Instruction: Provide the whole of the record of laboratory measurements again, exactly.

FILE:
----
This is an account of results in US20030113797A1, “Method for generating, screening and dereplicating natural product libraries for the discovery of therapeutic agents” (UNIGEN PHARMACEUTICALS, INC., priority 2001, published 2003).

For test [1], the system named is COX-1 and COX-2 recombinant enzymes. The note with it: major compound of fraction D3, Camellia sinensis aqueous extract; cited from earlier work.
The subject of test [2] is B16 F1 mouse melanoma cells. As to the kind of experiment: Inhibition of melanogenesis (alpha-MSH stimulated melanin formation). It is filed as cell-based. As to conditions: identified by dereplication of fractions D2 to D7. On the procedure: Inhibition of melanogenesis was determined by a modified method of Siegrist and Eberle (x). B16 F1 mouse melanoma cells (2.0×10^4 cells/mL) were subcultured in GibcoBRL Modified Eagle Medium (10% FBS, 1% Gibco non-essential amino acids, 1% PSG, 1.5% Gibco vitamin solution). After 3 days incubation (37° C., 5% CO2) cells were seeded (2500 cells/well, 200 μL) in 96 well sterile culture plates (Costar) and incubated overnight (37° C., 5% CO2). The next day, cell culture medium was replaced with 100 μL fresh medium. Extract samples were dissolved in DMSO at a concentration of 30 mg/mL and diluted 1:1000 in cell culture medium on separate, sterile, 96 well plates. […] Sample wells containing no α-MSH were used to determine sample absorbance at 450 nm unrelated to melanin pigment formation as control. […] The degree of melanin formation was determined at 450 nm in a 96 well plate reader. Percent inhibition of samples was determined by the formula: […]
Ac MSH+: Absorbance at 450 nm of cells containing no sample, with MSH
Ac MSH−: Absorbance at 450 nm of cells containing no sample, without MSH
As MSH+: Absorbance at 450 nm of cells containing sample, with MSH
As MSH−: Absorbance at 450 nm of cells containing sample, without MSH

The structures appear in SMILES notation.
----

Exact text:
This is an account of results in US20030113797A1, “Method for generating, screening and dereplicating natural product libraries for the discovery of therapeutic agents” (UNIGEN PHARMACEUTICALS, INC., priority 2001, published 2003).

For test [1], the system named is COX-1 and COX-2 recombinant enzymes. The note with it: major compound of fraction D3, Camellia sinensis aqueous extract; cited from earlier work.
The subject of test [2] is B16 F1 mouse melanoma cells. As to the kind of experiment: Inhibition of melanogenesis (alpha-MSH stimulated melanin formation). It is filed as cell-based. As to conditions: identified by dereplication of fractions D2 to D7. On the procedure: Inhibition of melanogenesis was determined by a modified method of Siegrist and Eberle (x). B16 F1 mouse melanoma cells (2.0×10^4 cells/mL) were subcultured in GibcoBRL Modified Eagle Medium (10% FBS, 1% Gibco non-essential amino acids, 1% PSG, 1.5% Gibco vitamin solution). After 3 days incubation (37° C., 5% CO2) cells were seeded (2500 cells/well, 200 μL) in 96 well sterile culture plates (Costar) and incubated overnight (37° C., 5% CO2). The next day, cell culture medium was replaced with 100 μL fresh medium. Extract samples were dissolved in DMSO at a concentration of 30 mg/mL and diluted 1:1000 in cell culture medium on separate, sterile, 96 well plates. […] Sample wells containing no α-MSH were used to determine sample absorbance at 450 nm unrelated to melanin pigment formation as control. […] The degree of melanin formation was determined at 450 nm in a 96 well plate reader. Percent inhibition of samples was determined by the formula: […]
Ac MSH+: Absorbance at 450 nm of cells containing no sample, with MSH
Ac MSH−: Absorbance at 450 nm of cells containing no sample, without MSH
As MSH+: Absorbance at 450 nm of cells containing sample, with MSH
As MSH−: Absorbance at 450 nm of cells containing sample, without MSH

The structures appear in SMILES notation.